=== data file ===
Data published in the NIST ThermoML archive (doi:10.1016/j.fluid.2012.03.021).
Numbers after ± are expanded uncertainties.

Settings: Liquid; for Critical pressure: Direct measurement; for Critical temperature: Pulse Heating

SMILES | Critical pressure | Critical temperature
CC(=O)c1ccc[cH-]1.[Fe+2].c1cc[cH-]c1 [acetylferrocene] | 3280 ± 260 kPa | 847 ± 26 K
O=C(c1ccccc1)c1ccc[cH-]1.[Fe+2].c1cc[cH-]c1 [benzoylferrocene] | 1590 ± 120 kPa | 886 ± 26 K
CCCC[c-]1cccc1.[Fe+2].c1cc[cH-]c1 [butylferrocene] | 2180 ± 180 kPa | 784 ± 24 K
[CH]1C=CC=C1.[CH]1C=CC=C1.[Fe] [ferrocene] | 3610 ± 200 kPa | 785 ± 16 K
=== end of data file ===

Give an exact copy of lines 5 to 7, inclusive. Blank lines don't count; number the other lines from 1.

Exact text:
CC(=O)c1ccc[cH-]1.[Fe+2].c1cc[cH-]c1 [acetylferrocene] | 3280 ± 260 kPa | 847 ± 26 K
O=C(c1ccccc1)c1ccc[cH-]1.[Fe+2].c1cc[cH-]c1 [benzoylferrocene] | 1590 ± 120 kPa | 886 ± 26 K
CCCC[c-]1cccc1.[Fe+2].c1cc[cH-]c1 [butylferrocene] | 2180 ± 180 kPa | 784 ± 24 K